Historically, art has been a skill in which an artist demands exceptional control to achieve a great work. This means works were planned endeavors obsessive perfection. In the 20th century some artists decided to work in opposition to this. The exhibition starts with the Surrealists and Dada, which makes sense to me. What I think is so great about using chance as a basis for a work is that it becomes playful and fun instead of being an intellectual and dry assignment that a lot of art has become.

Some of the works are sloppy and dirty but some are totally obsessive, clean and systematic. The latter still retain an element of surprise and engagement.

Some notable artists and works. I like Ellsworth Kelly’s gridded, cut-up and reassembled drawings.

Ellsworth Kelly

Ellsworth Kelly

There is Mimmo Rotella’s decollages of advertisements that you might see on the streets where posters are layered and ripped apart. Sort of like a defaced pop art.

Mimmo Rotella

Mimmo Rotella

Similar to Rotella’s is Jacques Villegle’s work. Something is very subversive and punk about these works. I like that.

Jacques Villegle

Jacques Villegle

I did love the simplicity of Duchamp’s readymade, “hatrack”, that was hanging from the ceiling. I think most people would see the spider-like look of this work and I think most would enjoy this one cause of its playfullness and it is non-confrontational.

Marcel Duchamp

Marcel Duchamp

I enjoyed William Anastasi’s subway drawings. I was doing stuff like this when I was in London. I am not saying I did it first but I feel a connection to this cause of my own personal experience with this mindless exercise. Fun and surprising to make.

William Anastasi's Subway Drawings

William Anastasi's Subway Drawings

There is the systematic digital looking Francois Morellet’s telephone directory works. By just looking at it, it looks like a non-objective minimalism. There is the white one that has the layer of varnish on some areas…white on white…so when you look at it at certain angles you see the differences. I think of Ryman’s white paintings. With the black one’s I think of Ad Reinhart’s black paintings. Those ones are definitely more quiet and subtile. Some of them use hot and sometimes competing color schemes that are more challenging. His work can seem like a combination of a Sol LeWit type of work and op-art. The grid seems to be a very important part of the structure of his work.

A telephone directory work by Francois Morellet

A telephone directory work by Francois Morellet

In addition to those works there is Arman’s work in which he collect Claes Oldenburg’s trash. Interesting in an invasion of privacy kind of way. There was a osmotic work by George Maciunas in which spills ink onto a canvas ans lets it spread a soak into the canvas. Marcel Jean and Andre Breton’s drawings were similar. There was Ray Johnson’s mail art and game-like works. There were some exquisite corpse drawings, John Cage compositions and a Nam June Paik’s blank films…well except dust scratches and whatever happened to interfere with the film. Plus there were Deiter Roth’s rotting works.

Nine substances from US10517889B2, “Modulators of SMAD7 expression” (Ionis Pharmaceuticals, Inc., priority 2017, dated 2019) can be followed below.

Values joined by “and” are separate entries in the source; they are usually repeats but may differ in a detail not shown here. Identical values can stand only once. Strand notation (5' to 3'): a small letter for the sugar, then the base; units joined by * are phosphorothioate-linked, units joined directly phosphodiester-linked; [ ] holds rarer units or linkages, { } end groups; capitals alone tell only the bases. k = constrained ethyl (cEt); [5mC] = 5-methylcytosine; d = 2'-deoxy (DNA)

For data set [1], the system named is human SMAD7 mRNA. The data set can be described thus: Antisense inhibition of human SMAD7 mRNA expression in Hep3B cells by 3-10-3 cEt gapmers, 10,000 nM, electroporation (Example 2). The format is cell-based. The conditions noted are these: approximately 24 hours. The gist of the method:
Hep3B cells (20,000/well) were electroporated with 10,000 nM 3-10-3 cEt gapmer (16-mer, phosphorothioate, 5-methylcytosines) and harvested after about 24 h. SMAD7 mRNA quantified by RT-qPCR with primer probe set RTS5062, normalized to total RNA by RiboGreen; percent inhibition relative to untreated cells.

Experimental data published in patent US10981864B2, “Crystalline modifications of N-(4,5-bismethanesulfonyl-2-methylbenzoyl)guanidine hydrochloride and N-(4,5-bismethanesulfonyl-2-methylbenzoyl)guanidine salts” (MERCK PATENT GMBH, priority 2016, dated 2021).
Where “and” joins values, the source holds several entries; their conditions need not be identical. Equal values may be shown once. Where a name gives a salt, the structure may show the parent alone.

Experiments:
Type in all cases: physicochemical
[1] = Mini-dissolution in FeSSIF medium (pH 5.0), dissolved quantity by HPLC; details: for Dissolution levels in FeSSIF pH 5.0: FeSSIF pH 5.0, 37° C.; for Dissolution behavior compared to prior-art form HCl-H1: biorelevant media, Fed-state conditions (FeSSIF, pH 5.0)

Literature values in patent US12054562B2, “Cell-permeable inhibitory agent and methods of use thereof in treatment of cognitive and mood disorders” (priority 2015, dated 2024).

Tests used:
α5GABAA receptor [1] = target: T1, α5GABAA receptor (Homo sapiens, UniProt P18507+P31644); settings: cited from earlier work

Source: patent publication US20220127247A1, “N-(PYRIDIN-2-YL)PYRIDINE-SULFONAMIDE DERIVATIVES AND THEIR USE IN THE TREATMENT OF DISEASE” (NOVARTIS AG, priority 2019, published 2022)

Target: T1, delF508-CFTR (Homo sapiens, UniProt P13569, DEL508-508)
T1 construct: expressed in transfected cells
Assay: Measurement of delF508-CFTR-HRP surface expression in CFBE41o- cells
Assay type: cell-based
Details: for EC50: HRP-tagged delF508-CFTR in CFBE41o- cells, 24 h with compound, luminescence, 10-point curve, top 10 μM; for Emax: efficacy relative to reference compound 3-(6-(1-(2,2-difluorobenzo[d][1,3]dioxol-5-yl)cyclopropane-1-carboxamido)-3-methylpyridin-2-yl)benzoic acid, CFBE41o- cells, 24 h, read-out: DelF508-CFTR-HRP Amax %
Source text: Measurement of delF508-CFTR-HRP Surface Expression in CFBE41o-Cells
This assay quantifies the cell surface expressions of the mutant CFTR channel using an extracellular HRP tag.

Drawing For A Donation Portfolio (Part 5)

October 6, 2009
Ben's Feet

Ben's Feet

Sock Monkey Head

Sock Monkey Head

Sock Monkey Torso

Sock Monkey Torso

Fire Hydrant

Fire Hydrant

Grain Storage Facility

Grain Storage Facility


Drawing For A Donation Portfolio Part 4

September 29, 2009

 

A Mess On Top Of A Mess

A Mess On Top Of A Mess

 

 

 

 

 

 

 

 

 

 

 

 

 

Carpet Feet

Carpet Feet

 

 

 

 

 

 

 

 

 

 

 

 

 

Layers Beneath

Layers Beneath

 

 

 

 

 

 

 

 

 

Library Table

Library Table

 

 

 

 

 

 

 

 

 

 

 

 

 

Monks Plague

Monks Plague


Drawing For A Donation Portfolio (Part 3)

September 18, 2009

 

English Book Artifact

English Book Artifact

 

 

 

 

 

 

 

 

 

 

 

 

 

Carrots For A Roast

Carrots For A Roast

 

 

 

 

 

 

 

 

 

 

 

 

 

Somali Goat Sneaks Into England

Somali Goat Sneaks Into England

 

 

 

 

 

 

 

 

 

 

 

 

 

Boiling Water Before Bed

Boiling Water Before Bed

 

 

 

 

 

 

 

 

 

 

Mother Sleeping

Mother Sleeping

 

 

 

 

 

 

 

 

 

 

 

 

 

Shirt on a Hanger

Shirt on a Hanger

 

 

 

 

 

 

 

 

 

 

 

 

 

Stacked Memories

Stacked Memories

 

 

 

 

 

 

 

 

 

 

 

 

 

Topped With A Happy Flower

Topped With A Happy Flower


Drawing For A Donation Portfolio Pt. 2

September 13, 2009

Holy-Emergency

 

 

 

 

 

 

 

 

 

 

Holy Emergency

 

Money-is-Magnified
 

 

 

 

 

 

 

 

 

 

Money Is Magnified

 

Overgrown-and-Empty

 

 

 

 

 

 

 

Overgrown and Empty

 

Promotional-Display

 

 

 

 

 

 

 

 

Promotional Displays

 

Rotting-Apple-in-the-Shadow

 

 

 

 

 

 

 

 

Rotten Apple in the Shadow


Drawing For A Donation Portfolio Pt. 1

September 12, 2009

Donut-Plant

Donut Plant

Eckert's-Stump-Pattern

Eckert’s Stump Pattern

eyes,-ears-and-mouth

Eyes, Ears and Mouth

Fluids-and-Monitors

Fluids and Monitors

holes-in-the-shadows

Holes in the Shadows


Follow

Get every new post delivered to your Inbox.